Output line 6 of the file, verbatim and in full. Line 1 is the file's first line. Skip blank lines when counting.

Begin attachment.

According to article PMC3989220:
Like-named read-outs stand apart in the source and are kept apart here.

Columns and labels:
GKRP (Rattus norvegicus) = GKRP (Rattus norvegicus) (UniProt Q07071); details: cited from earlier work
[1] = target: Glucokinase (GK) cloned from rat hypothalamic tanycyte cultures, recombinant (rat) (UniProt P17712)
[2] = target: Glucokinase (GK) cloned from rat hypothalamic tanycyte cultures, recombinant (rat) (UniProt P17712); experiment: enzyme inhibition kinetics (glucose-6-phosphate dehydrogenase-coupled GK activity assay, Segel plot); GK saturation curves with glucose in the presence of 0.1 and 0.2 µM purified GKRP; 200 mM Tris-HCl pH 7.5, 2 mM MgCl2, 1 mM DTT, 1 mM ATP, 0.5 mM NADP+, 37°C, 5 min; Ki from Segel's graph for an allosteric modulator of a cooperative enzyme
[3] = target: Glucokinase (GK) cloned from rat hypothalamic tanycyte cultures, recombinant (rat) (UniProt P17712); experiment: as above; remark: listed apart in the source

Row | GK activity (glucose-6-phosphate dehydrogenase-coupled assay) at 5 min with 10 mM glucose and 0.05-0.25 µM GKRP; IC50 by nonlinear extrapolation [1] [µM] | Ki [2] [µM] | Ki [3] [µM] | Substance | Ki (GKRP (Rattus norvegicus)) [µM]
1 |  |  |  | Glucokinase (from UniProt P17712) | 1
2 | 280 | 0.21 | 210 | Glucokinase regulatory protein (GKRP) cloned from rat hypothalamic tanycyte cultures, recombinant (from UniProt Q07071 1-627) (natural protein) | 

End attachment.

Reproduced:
[2] = target: Glucokinase (GK) cloned from rat hypothalamic tanycyte cultures, recombinant (rat) (UniProt P17712); experiment: enzyme inhibition kinetics (glucose-6-phosphate dehydrogenase-coupled GK activity assay, Segel plot); GK saturation curves with glucose in the presence of 0.1 and 0.2 µM purified GKRP; 200 mM Tris-HCl pH 7.5, 2 mM MgCl2, 1 mM DTT, 1 mM ATP, 0.5 mM NADP+, 37°C, 5 min; Ki from Segel's graph for an allosteric modulator of a cooperative enzyme